In today’s multi media world, consumers can turn to any number of sources for news – TV, newspapers, or the internet.
News editors are being pressured to maximise the number of people reading, hearing or viewing the material they offer.
Bernardo Huberman, HP Labs’ senior fellow and director of HP’s Social Computing Lab, and colleague Fang Wu, think that they have come up with a way to help.
They have created a tool that could dramatically increase the attention paid to every item on a media organisation’s internet homepage.
Called i-catcher, it dynamically charts the attention paid to each piece of online content on a particular page – from news articles to videos and banner ads. It can suggest where and for how long any individual item should be offered on that page to maximise the total number of views that each item receives.
Behind i-catcher, said Huberman, is a complex algorithm that balances novelty with popularity. ‘We all attend to things online because they are new or popular. Eventually attention fades, and we attend to other things that are new or popular.’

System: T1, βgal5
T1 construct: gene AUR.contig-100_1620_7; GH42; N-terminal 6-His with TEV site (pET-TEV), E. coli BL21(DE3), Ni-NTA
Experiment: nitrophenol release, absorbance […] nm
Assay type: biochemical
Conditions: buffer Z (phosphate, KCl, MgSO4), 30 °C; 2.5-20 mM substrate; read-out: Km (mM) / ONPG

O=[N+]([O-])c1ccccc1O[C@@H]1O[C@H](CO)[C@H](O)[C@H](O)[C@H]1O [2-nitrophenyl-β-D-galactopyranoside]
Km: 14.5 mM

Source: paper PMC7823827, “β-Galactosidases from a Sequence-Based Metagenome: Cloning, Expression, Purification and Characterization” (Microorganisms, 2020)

By factoring trends, i-catcher can help editors avoid keeping an item on a page after interest in it has waned, as well as giving new items a chance to come to prominence.
If the articles are not proving interesting to anyone, i-catcher will suggest moving them lower down the page or removing them altogether much more quickly than conventional editorial practices would dictate.
In the future, i-catcher may not only be employed by media organisations, but by groups with retail web sites such as HP.
The basic algorithm would need to be tweaked, Huberman noted. Technology products are novel for weeks rather than a few hours, for example, and HP might want to use criteria such as available inventory or profit margins in deciding which items to favour.
‘But it will still tell us what items we need to move up the page to maximise the attention these items receive in total,’ he said.